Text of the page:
Sorting the Wheat from the Chaff: Simple Assays to Monitor Serum and Plasma Sample Quality

Biological samples are the heart of many preclinical and clinical research programs and sample quality has a large impact on final experimental results1. Something as simple as leaving a biological sample on the bench for an extra few hours before processing can affect the quality of that sample. Variations in collection methods, pre-processing time and temperature, processing methods and storage conditions can all affect the quality and integrity of biological samples1,2. If samples of differing quality are used in a study, it can be very difficult to know whether the experimental results are due to real biological changes or were caused by variations in preanalytical handling and thus in sample integrity.

The International Society of Biological and Environmental Repositories (ISBER) has a Biospecimen Science Working Group that identifies critical points in biological sample handling, validates biological sample processing and QC methods, and standardizes biological sample research protocols3. The group is co-chaired by Kathi Shea, who is also Biobank Business Lead at Brooks Life Sciences and Dr. Fay Betsou, Chief Scientific Officer at the Integrated BioBank of Luxembourg (IBBL).

The Biospecimen Science Working Group conducts peer-reviewed research as part of their work to determine best practice methods of biological sample handling and storage. They recently published a paper showing that researchers can measure the levels of 2 interleukins, IL8 and IL16, to assess the quality of serum and plasma samples4.

Plasma samples treated with EDTA to prevent coagulation are often used to isolate cell free DNA, metabolites or peptides for preclinical or clinical research studies. The industry standard is to process EDTA plasma samples within 3 hours of collection4. For studies looking at protein levels in either plasma or serum, the industry standard is to process the samples within 24 hours4.

The ISBER Biospecimen Science Working Group wanted to see whether cytokine levels changed in samples left at room temperature for 24 hours or more. They reasoned that cytokine levels could serve as a marker for overall biological sample quality. The group compared the level of 20 cytokines in serum, EDTA plasma and in plasma treated with citrate, another anticoagulant commonly used in blood collection tubes. They found higher IL8 and IL16 levels in serum and EDTA plasma samples respectively, when samples were left at room temperature for 24 hours or longer before centrifuging, compared with samples left at room temperature for less than 3 hours. Likewise, IL8 levels were up in citrate plasma samples left at room temperature for 48 hours or more. In contrast, IL8 and IL16 levels did not increase in samples kept at 4°C for up to 53 hours before analysis. The ISBER Biospecimen Science Working Group validated these results in 7 independent cohorts.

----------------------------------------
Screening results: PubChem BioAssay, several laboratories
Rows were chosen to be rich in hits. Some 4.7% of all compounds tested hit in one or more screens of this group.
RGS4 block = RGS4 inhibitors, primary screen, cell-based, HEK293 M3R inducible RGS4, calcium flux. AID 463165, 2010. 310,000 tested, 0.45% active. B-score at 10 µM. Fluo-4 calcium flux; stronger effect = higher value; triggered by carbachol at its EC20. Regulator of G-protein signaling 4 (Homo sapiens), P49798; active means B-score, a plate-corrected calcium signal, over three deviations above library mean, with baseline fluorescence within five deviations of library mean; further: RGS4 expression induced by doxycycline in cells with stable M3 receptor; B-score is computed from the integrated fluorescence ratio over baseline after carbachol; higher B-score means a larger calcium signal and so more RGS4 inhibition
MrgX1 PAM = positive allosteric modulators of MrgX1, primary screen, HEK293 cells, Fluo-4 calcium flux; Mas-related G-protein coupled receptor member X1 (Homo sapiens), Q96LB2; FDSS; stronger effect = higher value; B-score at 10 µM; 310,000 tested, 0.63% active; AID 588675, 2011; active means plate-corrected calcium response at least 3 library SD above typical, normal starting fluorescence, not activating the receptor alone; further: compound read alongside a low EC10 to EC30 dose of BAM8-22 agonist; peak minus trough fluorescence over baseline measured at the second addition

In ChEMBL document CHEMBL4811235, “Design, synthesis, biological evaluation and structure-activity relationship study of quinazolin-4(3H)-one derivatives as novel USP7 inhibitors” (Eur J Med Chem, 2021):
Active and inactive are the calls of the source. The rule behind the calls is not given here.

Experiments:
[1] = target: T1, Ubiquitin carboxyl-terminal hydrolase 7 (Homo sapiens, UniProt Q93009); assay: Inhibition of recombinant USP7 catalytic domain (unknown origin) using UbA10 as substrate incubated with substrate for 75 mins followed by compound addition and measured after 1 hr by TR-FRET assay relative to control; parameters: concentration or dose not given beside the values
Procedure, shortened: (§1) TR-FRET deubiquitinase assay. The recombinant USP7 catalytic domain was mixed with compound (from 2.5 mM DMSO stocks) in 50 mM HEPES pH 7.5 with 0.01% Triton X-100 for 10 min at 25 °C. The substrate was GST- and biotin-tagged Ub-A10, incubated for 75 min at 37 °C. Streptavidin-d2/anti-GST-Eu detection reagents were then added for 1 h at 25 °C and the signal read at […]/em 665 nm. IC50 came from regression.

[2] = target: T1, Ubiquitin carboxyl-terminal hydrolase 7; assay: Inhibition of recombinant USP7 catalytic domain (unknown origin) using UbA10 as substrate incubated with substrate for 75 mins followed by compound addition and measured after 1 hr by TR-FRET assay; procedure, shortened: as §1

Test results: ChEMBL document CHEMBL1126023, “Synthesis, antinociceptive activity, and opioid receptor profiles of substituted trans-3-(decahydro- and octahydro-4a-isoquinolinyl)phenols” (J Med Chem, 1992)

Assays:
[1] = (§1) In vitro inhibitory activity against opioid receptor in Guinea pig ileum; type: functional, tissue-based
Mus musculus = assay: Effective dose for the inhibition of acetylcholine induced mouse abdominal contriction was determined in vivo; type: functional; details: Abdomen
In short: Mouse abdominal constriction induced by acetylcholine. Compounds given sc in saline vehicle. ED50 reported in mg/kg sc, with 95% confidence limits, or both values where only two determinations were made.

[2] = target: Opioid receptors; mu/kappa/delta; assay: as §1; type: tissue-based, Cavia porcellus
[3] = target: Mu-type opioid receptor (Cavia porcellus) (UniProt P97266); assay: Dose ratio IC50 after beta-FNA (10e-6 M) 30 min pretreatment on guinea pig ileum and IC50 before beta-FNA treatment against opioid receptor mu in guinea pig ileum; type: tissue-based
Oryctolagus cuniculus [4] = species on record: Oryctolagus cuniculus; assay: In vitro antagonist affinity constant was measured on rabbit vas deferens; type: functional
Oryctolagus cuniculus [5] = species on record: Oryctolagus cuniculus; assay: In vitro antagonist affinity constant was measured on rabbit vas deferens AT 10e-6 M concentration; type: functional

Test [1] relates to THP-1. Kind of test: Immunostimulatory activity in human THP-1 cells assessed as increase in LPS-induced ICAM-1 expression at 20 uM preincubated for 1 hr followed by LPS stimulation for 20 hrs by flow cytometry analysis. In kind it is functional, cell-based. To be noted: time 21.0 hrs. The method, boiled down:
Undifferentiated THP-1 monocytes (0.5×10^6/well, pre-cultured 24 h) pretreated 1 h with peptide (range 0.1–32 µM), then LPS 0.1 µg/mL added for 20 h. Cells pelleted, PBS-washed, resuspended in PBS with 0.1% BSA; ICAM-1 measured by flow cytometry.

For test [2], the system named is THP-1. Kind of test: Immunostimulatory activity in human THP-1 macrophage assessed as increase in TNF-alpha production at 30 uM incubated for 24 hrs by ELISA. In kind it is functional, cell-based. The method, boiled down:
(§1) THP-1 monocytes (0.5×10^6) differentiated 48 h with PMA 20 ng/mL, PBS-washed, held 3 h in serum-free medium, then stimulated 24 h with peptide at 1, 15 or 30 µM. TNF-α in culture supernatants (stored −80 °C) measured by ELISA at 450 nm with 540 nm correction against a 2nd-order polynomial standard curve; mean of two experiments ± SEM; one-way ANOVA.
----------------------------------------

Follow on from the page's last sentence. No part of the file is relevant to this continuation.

The authors concluded that commercially available ELISA assays can be used to measure IL8 and IL16 levels in serum and plasma samples. These tools provide a sensitive and specific method to screen serum and plasma samples and can help life science organizations standardize the quality of their biological samples. This approach may be particularly useful to assess the integrity of samples for which preanalytical handling processes have not been documented.

Kathi and the entire team of Brooks Life Sciences experts are committed to creating best-in-class tools and services to help life science organizations maintain the quality of their biological samples.

Contact us for more information on how we can help you manage your biological samples.

 

References

  1. NCI Best Practices for Biospecimen resources
  2. Betsou et al. Standard Preanalytical Coding for Biospecimens: Defining the Sample PREanalytical Code. Cancer Epidemiol. Biomarkers Prev. 2010.
  3. ISBER Biospecimen Science Working Group
  4. Kofanova et al. IL8 and IL16 levels indicate serum and plasma quality. Clin. Chem. Lab. Med. 2018